Meanwhile, lightly whisk the eggs in a large bowl. Whisk in the tomato paste. Add the ground beef, bread crumbs, sun-dried tomatoes, olives, Parmesan, parsley, orgeano, hot sauce, and the sauteed onions. Stir and blend with your hands until everything is thoroughly mixed. Transfer to the baking sheet and shape into a thick loaf.

Bake about an hour or until internal temperature reaches 160.

One thing Chef Michael Smith's recipe did do was inspire me to make an attempt at a meatloaf that me and my family would enjoy! I based this on my own meatball recipe, so essentially it's like a giant meatball.

Right here, at about the halfway point in baking, I should have left it alone and let it finish baking, but I thought I'd get cute and cover it in sauce. My idea stems from a family recipe of Jen's where you cook meatballs and sausage in sauce all day and it makes them tender and flavorful. I thought I'd give this loaf a little tenderness, moistness, and a little flavor by covering it in sauce for the second half of its baking.

Also, I notice many meatloaf recipe at some kind of tomato to the recipe. Most of the time it's ketchup. In Chef Michael's case it was tomato paste, which I thought was a more elegant approach to an Italian-style dish. To me, ketchup (or tomato) is essential to a meatloaf, but it cannot be baked into the meatloaf or the sugars in it turn bitter. I've seen it done where someone pokes holes into the top of  the meatloaf using the handle of a wooden spoon and then "injects" ketchup into the holes when there's about 10 minutes left in the baking process. This usually works out well.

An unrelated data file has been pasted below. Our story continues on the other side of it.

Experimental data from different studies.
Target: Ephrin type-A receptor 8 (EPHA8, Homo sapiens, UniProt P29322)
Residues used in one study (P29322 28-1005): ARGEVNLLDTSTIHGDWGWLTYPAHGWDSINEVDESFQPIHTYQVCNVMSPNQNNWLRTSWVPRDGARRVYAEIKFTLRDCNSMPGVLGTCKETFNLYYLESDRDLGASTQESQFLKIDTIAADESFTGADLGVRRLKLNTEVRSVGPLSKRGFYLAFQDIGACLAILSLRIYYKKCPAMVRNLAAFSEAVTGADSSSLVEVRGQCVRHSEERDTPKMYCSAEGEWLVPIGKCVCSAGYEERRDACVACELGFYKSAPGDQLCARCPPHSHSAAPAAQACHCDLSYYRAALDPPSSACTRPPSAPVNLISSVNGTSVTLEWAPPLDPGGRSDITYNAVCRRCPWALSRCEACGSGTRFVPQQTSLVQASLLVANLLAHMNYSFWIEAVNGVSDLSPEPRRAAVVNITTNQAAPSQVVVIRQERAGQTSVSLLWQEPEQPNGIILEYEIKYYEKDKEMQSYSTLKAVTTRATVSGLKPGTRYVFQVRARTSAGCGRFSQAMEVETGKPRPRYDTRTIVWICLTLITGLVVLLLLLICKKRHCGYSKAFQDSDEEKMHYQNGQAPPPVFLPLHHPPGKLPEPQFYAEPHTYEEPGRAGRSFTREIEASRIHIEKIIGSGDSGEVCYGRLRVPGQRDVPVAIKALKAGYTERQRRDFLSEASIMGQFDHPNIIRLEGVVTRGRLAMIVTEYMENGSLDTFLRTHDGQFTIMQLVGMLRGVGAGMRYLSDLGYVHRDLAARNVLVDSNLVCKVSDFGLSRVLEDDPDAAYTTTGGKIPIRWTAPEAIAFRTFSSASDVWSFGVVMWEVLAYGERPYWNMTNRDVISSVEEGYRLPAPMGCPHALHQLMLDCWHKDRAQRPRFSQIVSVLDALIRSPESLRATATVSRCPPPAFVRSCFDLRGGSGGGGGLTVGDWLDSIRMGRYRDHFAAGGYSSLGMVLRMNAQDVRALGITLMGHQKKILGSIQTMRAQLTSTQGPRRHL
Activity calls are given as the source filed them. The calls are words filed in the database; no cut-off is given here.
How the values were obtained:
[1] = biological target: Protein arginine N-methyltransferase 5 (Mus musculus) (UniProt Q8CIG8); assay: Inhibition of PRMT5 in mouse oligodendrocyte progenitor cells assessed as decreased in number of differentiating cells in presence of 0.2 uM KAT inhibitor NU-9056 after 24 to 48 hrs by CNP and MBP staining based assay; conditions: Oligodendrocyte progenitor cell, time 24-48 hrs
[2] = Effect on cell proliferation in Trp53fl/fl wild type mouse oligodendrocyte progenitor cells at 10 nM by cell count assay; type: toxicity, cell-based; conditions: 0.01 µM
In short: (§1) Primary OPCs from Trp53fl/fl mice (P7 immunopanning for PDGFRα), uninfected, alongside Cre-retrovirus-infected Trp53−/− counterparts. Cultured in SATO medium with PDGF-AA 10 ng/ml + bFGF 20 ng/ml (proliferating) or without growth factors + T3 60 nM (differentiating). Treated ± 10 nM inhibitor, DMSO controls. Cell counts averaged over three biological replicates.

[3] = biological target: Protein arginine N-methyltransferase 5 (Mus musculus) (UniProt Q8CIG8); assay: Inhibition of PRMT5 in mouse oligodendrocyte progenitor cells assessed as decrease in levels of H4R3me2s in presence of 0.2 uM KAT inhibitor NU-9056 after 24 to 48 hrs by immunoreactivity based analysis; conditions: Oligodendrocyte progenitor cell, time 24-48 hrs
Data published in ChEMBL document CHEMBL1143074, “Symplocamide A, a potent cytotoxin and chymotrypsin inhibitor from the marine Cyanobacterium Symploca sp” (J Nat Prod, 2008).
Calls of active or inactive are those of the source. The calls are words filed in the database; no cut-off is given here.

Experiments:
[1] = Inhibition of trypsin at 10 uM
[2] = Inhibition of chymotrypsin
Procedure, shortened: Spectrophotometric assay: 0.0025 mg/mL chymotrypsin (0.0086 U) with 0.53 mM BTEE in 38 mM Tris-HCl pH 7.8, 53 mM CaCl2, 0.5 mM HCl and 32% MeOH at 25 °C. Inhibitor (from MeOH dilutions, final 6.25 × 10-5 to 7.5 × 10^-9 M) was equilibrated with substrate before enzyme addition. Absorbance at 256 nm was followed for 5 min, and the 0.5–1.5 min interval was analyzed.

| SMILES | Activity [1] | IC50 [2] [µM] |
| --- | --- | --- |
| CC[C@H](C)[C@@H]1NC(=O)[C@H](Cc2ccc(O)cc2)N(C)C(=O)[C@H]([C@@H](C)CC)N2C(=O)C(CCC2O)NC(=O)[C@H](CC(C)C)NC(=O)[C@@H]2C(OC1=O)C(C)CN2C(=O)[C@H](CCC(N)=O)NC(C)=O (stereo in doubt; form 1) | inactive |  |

I decided to go with an all-over smothering of marinara. It doesn't burn because of the water content and lack of sugar, but I found that this really didn't do anything positive to the meatloaf. If anything, if you look at the almost finished baked meatloaf pic about you'll see I had this awesome breadcrumb/Parmesan crust thing happening, and the sauce caused that to go soggy. I think that little crunch would have been good. So, perhaps save the sauce for a serving or dipping condiment.

Anyway, here's the final plate. Enjoy!



Recipe courtesy of The Kitchen Noob

4 garlic cloves, thinly sliced
2 large eggs
1-1/2 lbs ground chuck
2 C bread crumbs
1/2 C Parmesan cheese, grated
1 T dried basil
1 T dried oregano
salt and pepper

Preheat oven to 350. Lightly oil a small baking sheet.


Meanwhile, lightly whisk the eggs in a large bowl. Whisk in the basil, oregano, garlic, Parmesan, salt and pepper. Add the ground beef and bread crumbs. Stir and blend with your hands until everything is thoroughly mixed. Transfer to the baking sheet and shape into a thick loaf.

Bake about an hour or until internal temperature reaches 160.

Top with your favorite spaghetti sauce or marinara. This same recipe makes awesome meatballs btw, just roll the mix into balls and fry in a pan ( you could also bake them).